Opinions Vary on Market Conditions as Lumber Prices Rise

FURTHER TO LAST WEEK’S LUMBER MARKET COMMENTPrices Are Elevated and Might Just Correct Downward” …. Madison’s has received, and is receiving many comments with informed opinions from operators:

An astonishing increase in values of lumber futures on the Chicago Merchantile Exchange in the past week did a lot to keep upward pressure on cash lumber prices.

As has been the case for this year so far, producers struggled with log supply constraints and extreme transportation issues. Early in the week customer interest drifted into the lower grades and some of the less usual sizes. Especially buyers of industrial products were so active in the market that they cleaned out any remaining volumes of that product at supplier yards.

Due to a lower overall production ratio of these lower grade products, some worry that this surge in demand will only cause more price increases with standard products as too many customers are trying to purchase the same stock.

Current Softwood Lumber Prices Compared to Recent and Historical Highs

SOURCE: Madison’s Lumber Reporter www.madisonsreport.com

With US home building data for JANUARY, of all months, surpassing even the most glowing expectations of 2017, the lack of wood products’ inventory available for known building projects coming on in the next couple of months had both producers and end-users feeling nervous.

Frustrated customers grumbled to each other that sawmills must be withholding supply in an effort to claim longer order files than was realistic. Speculation aside, lumber producers across Canada and the US would assuredly be running — and hence selling — more wood. If only they could; either log supply, a labour shortage, or horrendous difficulties sourcing the appropriate rail cars or trucks were just some of the realities affecting more manufacturing of softwood lumber.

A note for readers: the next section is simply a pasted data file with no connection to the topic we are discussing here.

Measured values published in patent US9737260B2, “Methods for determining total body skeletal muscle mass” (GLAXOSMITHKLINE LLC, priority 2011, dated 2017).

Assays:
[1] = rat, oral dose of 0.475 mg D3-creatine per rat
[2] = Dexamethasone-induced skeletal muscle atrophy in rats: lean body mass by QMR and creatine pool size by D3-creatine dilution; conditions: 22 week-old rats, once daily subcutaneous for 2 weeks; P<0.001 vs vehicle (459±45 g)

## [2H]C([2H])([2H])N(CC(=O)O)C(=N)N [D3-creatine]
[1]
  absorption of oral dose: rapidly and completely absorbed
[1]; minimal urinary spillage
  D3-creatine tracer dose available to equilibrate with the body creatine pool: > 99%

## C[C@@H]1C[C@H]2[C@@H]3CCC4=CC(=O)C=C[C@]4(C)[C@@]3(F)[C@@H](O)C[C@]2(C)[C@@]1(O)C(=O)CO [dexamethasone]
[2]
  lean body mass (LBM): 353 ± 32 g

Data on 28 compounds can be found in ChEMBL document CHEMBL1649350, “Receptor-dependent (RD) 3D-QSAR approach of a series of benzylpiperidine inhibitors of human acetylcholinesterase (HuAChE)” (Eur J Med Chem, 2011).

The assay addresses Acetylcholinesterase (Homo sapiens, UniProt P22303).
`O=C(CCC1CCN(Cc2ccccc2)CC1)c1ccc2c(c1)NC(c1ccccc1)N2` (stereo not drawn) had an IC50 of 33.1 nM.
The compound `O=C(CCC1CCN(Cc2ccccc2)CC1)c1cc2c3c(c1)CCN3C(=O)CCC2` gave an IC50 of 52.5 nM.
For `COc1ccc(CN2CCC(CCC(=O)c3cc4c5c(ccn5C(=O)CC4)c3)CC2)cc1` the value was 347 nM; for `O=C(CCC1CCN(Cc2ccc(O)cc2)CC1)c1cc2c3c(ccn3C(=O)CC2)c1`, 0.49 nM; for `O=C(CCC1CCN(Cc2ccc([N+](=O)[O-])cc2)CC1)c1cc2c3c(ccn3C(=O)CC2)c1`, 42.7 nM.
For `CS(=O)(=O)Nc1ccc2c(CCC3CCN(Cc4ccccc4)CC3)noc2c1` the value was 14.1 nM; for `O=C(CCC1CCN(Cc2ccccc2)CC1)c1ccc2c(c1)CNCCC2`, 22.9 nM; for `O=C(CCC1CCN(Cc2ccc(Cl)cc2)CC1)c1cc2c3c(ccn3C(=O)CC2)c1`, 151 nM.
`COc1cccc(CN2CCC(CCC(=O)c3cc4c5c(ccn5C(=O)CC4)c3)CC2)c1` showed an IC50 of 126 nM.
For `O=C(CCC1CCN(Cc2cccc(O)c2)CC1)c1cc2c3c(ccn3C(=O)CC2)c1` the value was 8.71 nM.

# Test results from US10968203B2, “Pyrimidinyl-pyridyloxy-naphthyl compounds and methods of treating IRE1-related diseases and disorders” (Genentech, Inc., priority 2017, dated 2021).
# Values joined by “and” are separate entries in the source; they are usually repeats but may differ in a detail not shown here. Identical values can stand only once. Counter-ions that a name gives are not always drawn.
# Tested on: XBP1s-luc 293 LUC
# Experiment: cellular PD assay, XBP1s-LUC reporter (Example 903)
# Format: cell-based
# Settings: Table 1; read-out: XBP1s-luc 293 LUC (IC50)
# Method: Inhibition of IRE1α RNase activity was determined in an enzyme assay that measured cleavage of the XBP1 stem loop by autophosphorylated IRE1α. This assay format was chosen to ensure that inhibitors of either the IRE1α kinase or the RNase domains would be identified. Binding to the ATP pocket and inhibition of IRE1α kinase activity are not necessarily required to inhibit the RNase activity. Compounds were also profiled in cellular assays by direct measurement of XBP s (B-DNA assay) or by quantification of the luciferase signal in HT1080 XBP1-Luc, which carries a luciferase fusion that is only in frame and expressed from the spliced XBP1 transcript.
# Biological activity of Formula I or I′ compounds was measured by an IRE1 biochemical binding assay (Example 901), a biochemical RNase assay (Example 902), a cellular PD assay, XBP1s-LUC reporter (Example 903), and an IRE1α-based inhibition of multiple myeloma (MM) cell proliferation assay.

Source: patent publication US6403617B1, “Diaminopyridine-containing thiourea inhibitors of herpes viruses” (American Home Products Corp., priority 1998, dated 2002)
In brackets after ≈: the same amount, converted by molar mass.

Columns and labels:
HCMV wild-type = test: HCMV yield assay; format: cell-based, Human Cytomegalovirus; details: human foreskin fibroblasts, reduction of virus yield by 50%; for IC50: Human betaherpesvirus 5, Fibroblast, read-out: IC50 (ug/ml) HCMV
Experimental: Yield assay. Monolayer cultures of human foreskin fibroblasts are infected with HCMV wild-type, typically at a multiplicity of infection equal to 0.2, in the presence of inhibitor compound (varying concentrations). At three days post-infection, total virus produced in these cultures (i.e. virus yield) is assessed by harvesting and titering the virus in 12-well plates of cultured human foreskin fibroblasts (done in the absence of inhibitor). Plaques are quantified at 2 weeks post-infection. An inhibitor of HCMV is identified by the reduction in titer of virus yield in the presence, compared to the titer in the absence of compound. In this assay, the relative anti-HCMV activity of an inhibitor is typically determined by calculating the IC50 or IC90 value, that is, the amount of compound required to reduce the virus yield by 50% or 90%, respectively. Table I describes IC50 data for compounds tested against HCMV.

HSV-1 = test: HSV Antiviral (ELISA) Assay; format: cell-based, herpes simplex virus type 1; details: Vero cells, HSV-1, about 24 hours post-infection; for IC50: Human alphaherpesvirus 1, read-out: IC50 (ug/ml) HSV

For their part, customers became so frustrated this week that rumours circulated of sawmills colluding to push prices up. In the absence of standard grade and the usual lumber products, buyers turned their attention on the less-often purchased items, such as 2×3 sizes, machine stress rated (MSR) wood, and 1” boards.

SOURCE: Madison’s Lumber Reporter www.madisonsreport.com

Last week Madison’s suggested prices could correct downward. Opinions on this vary … almost as widely as there are participants in lumber trading.

However one fundamental to watch for indication of price movement is inventory: US home building season for 2018 is not yet even upon us and already the lack of supply of specific items is concerning. From now into the end of spring, construction companies and builders will find they need certain volumes of specific items to complete the framing of their projects. If regular customers are right now picking through odd sizes and grades of wood to fill their own existing gaps, where is the wood going to come from for those builders in a month or two?